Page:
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#HumansOfCoopHousing: Kathy helps grow community, one potluck at a time

Published July 07, 2021

Kathy, a white woman with short brown hair, smiles into the cameraKathy Aubichon has lived in Sarcee Meadows Housing Cooperative for just over ten years. She dedicates her time to fostering positive relationships between co-op members from different ages, cultures and backgrounds. Kathy is a runner-up for this year’s Co-op Housing Champion Award.

Bringing together people of all walks of life has always been my passion. Our co-op is so diverse. I’m always learning from other cultures, and always sharing.

I moved into Sarcee Meadows with my husband in 2010, but it wasn’t until I retired seven years ago that I started to become involved with the workings of the co-op. I went straight from working to being a full-time volunteer. In 2014, the Sarcee Meadows Women’s Circle was launched, and it’s grown from seven or eight participants to about 50. The goal was to foster relationships between established members and new families moving into the co-op from many different parts of the world. What started as co-op potlucks and chai has grown into feeding the homeless in the broader community.

The husband of one of the Women’s Circle members from India heard that my husband liked to go out on his ATV, and was interested. I asked my husband if he’d take him. He said, “I don’t know. What would we talk about?” and I said, “The same things you talk about with your other friends.” Now, he and several of the men get together to hunt. So the men are coming together too, and finding common bonds.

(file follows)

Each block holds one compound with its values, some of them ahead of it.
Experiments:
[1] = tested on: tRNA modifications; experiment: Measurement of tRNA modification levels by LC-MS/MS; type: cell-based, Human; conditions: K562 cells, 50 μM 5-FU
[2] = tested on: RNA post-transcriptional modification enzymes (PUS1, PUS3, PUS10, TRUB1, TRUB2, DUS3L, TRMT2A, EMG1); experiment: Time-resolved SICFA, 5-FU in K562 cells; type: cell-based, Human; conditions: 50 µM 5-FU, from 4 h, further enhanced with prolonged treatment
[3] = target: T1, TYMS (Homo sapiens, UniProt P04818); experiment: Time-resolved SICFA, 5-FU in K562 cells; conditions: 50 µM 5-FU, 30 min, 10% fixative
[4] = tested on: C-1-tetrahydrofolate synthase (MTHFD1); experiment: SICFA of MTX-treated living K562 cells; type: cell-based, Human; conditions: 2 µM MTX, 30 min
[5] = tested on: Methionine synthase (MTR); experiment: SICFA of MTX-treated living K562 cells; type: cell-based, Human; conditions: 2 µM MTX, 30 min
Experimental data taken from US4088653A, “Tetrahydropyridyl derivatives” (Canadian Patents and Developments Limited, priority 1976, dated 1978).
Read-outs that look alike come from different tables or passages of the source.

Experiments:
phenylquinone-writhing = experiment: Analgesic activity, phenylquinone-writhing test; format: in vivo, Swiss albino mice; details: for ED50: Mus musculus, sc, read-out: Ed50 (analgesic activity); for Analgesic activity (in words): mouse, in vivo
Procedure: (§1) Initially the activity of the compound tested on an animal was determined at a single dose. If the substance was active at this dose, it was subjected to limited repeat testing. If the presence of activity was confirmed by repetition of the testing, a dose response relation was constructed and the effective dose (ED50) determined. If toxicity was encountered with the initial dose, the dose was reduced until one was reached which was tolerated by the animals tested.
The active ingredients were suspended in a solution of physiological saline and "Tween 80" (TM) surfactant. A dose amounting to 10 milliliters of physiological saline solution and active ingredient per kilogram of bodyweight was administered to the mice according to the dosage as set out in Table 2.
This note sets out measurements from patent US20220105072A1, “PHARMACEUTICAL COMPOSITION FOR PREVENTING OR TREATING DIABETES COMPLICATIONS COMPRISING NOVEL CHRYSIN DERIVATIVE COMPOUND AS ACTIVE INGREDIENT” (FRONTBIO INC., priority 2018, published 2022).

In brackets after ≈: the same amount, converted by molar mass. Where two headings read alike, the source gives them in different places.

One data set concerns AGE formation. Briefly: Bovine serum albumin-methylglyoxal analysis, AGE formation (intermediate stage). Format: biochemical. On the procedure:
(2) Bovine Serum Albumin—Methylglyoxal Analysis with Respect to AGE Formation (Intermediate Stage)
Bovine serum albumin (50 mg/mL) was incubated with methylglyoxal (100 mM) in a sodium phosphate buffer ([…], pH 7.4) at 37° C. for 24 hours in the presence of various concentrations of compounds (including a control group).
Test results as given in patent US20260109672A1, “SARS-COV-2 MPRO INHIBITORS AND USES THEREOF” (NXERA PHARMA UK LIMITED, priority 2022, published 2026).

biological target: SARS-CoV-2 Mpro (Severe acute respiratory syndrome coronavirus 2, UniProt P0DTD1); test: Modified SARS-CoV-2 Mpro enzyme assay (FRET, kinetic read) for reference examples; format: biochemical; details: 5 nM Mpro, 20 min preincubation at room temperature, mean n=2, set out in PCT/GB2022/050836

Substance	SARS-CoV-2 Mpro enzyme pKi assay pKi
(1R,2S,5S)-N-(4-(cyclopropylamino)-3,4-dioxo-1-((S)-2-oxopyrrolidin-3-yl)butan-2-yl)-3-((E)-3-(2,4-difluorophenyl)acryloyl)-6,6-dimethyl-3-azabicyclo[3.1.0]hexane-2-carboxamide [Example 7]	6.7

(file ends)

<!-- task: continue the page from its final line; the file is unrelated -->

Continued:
Right after the Women’s Circle won the 2017 CHF Canada Award for Co-operative Achievement, I began reaching out to various members of parliament to showcase the benefits of co-operative housing. We’ve since been invited to provincial events including an anti-racism initiative and a Black History Month reception. At every event, we speak to ministers about co-operative housing and its value to all communities.

Kathy (centre, in pink shirt) at the Alberta Legislature Building

I once made a comment during a board meeting that I was afraid that Sarcee Meadows was going to change who I was. Another director replied, “I think it’s more likely that you are going to change Sarcee Meadows.” I think both happened.

So many people thought they’d move into Sarcee Meadows for a few years, save some money and buy a house, but they stayed. It’s the safest community you could imagine. No one wants to leave. A co-op is definitely a very special place to live, where everyone is like family.

Our Humans of Co-op Housing series features individuals who are making their co-ops a better place or speaking up for the importance of co-op housing. Let us know at info@chfcanada.coop who you’d like to see featured next.


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